Movie Review: ‘Hotel Mumbai’ Dramatizes a Massive Tragedy Unflinchingly But With Only Fleeting Insight

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CREDIT: Mark Rogers/Bleecker Street

Starring: Dev Patel, Armie Hammer, Nazanin Boniadi, Anupam Kher, Tilda Cobham-Hervey, Jason Isaacs, Amandeep Singh

Director: Anthony Maras

Running Time: 125 Minutes

Rating: R for Constant Deadly Gunfire and Plenty of Profanity

Release Date: March 22, 2019 (Limited)

A lot of real-life historical tragedies have been dramatized on screen, but rarely has it felt as exploitative as it does in Hotel Mumbai. Part of that is due to the deadly nature of the attacks, in which hundreds of people were killed or injured by explosives and gunfire, often at close range. It is also attributable to director Anthony Maras’ decision to show so many of the deaths in graphic, bloody detail. The 2008 Mumbai terrorist attacks that culminated at the Taj Mahal Palace Hotel were indeed quite terrifying, but what does this dramatization illuminate besides reminding us that tragedies like this one have happened and that they are often fueled by religious extremism?

If there is to be anything valuable on offer here, it would presumably be about forging some sort of connection with the characters. And on that score, there are people that I care about and are rooting to make it out alive, but their stories are not especially unique. Among those with the most fully fleshed-out arcs, there is the guest (Armie Hammer) who is trying to protect his family, the hotel employee (Dev Patel) who is trying to make it home to his family, and the head chef (Anupam Kher) who rises up as a leader and comforter. These roles are well-acted, and some (if not all) are surely based on real people, but their stories do not say much beyond, “This is how certain people react to trauma.” But among the perpetrators (all young men who look to be in their early twenties) there is Imran (Amandeep Singh), who starts to question what he is fighting for as the mission drags on. That is where the real, complicated story is at, but alas, his personal crisis only gets a handful of moments, leaving Hotel Mumbai an endurance test without much to mentally grapple with after making it through.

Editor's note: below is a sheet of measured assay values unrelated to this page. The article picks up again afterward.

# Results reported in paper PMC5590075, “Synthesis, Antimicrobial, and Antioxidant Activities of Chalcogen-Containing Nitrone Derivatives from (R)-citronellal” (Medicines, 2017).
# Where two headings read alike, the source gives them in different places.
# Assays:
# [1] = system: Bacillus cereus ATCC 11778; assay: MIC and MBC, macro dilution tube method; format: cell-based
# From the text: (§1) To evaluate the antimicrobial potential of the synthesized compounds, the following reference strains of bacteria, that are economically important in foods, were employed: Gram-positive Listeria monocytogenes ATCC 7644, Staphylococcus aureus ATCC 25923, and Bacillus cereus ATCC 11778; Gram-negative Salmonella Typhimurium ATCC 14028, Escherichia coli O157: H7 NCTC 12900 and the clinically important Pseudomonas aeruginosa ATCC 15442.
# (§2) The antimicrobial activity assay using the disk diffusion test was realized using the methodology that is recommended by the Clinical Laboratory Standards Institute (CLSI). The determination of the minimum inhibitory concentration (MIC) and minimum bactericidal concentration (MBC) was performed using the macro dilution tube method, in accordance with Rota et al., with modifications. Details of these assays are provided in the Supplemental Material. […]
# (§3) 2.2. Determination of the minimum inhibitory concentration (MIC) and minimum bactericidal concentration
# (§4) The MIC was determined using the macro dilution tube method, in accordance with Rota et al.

Hotel Mumbai is Recommended If You Like: Witnessing trauma